Don't Do These 3 Things When you are Experiencing Chaos at Work
January 8, 2020
Years ago, when I worked at Bank of Boston, the company went through an extended period of upheaval, marked by a series of layoffs, plunging stock prices, resignations – all of which caused uncertainty and anxiety – in other words, CHAOS. I remember one of my colleagues at the time asked, “How are we supposed to work through all of this?”
Since those days, I have worked in other companies and organizations when chaos has reared its head, and people still ask the same question – “How am I supposed to work through all of this?” While it is incumbent upon management to reduce the level of chaos (and that’s a different conversation), there is a simple, but likely not popular, answer – put your head down and get to work.
When chaos ensues, the best action you can take is to get to work. Unfortunately, many get caught up in a myriad of different actions and responses that only further perpetuate the chaos. There are three distinct things you can do to lessen the impact of chaotic times at work:
Avoid Office Gossip and Politics
Speculation around the water cooler is more destructive than helpful. Often those who claim to be “in the know” are actually disseminating false information. This further deepens the sense of chaos for most people. It also means you are spending time in the land of negativity and inaccuracy versus at your desk being productive, where YOU can make a difference.
Avoid Personal Speculation
Avoid the rabbit hole. While it can be productive to think about possibilities if there are actions you can take to make the situation better, sliding down the rabbit hole of negativity is unproductive. For example, if you fear your department is being moved across the country and you have no interest in going, then you might want to decide to look for another position at a different company, or you might want to reduce your spending for a few months to see how things shake out. But obsessing over whether or not this will happen and running through all the worst-case scenarios will leave you exhausted and unproductive.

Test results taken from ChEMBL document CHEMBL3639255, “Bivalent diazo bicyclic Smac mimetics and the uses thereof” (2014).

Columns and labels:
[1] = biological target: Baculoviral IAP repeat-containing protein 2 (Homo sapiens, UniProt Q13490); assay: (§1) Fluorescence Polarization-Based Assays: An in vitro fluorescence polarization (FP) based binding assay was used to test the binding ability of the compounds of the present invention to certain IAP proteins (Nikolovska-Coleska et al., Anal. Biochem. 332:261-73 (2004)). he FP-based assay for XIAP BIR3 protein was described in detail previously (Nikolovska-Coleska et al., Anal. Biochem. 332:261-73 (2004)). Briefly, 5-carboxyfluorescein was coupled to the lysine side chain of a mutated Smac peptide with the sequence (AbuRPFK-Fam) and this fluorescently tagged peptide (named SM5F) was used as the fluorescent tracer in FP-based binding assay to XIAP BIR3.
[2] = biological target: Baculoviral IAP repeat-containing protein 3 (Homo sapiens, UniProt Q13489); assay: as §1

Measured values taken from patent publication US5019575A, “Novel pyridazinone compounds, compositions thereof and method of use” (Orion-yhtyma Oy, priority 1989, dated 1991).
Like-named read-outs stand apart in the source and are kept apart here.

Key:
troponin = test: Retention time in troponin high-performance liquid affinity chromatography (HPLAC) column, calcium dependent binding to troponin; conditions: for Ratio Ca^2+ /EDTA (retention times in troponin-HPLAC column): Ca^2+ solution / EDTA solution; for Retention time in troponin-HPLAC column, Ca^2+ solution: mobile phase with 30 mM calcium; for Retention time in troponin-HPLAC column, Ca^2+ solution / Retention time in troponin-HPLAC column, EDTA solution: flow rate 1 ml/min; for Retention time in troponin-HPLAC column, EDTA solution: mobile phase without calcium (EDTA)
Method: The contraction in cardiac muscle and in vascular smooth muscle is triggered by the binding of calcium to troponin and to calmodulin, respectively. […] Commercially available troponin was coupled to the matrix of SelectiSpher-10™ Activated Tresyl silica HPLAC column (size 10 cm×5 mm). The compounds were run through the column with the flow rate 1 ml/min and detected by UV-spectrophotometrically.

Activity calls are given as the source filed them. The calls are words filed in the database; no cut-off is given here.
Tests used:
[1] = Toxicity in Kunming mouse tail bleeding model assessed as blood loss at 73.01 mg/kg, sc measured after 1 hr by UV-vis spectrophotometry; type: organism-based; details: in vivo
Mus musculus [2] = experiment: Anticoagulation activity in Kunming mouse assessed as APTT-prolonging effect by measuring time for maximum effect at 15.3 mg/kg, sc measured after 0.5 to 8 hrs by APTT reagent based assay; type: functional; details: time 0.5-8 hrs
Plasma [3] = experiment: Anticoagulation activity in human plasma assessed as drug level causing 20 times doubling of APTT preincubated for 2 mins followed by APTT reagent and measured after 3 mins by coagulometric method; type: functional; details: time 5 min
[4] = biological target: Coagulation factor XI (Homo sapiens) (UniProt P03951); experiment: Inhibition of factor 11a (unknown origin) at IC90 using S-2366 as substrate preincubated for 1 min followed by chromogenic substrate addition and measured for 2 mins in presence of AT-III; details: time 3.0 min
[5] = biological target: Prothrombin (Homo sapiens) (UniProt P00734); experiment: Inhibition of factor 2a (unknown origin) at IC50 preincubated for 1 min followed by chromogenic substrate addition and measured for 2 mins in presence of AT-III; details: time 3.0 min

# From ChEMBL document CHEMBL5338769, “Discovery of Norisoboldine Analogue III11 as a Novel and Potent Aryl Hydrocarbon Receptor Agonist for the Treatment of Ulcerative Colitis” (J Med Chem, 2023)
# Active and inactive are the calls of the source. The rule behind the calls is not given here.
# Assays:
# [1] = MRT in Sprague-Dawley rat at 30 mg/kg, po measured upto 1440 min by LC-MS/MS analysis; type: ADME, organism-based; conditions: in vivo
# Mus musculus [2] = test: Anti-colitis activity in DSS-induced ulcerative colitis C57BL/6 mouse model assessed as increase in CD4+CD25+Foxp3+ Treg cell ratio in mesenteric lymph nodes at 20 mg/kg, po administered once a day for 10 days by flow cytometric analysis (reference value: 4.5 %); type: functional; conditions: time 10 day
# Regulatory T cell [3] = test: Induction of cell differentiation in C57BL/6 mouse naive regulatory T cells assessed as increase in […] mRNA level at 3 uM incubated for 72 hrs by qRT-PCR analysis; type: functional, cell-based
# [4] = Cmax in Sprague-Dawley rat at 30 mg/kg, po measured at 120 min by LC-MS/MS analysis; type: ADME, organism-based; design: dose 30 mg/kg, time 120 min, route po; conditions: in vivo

Avoid Emotional Displays
When we get overloaded with worry, it can often play out with emotion. You want to avoid emotional displays when there is chaos around you. First, it leaves others to assume you are not capable of adjusting to change, which is an important skill for leaders; and second, it can be embarrassing or leave others view you as less stable.
We are often in a state of flux and chaos can be present without warning. Chaos can last short bursts of time or it can hang around with no apparent departure date. Regardless of the type or the duration, the best thing you can do is continue to do your job. Demonstrate to those around you – colleagues, subordinates, and management that you can continue to perform in these circumstances. Think about it this way, if your company has had a tough year and is about to lay off 10% of the workers (across department and at all levels), the last thing you want to do is put a target on your back by being emotional, speculating in the hallways, stirring up others, and most important, as unproductive. Of course, it is more difficult to be productive if you are worried about the impact of change, especially if that change might result in you losing your job, but the reality is you are more likely to be one of the ones chosen if you can’t get your work done because you are worrying around the office.
So, make your “To do” lists and get your work completed on a daily basis. Think outside the box, be creative, show those around and above you that you are contributing, you are innovative, and you can adapt to change.
Anne Converse Willkomm
Assistant Clinical Professor
Department Head of Graduate Studies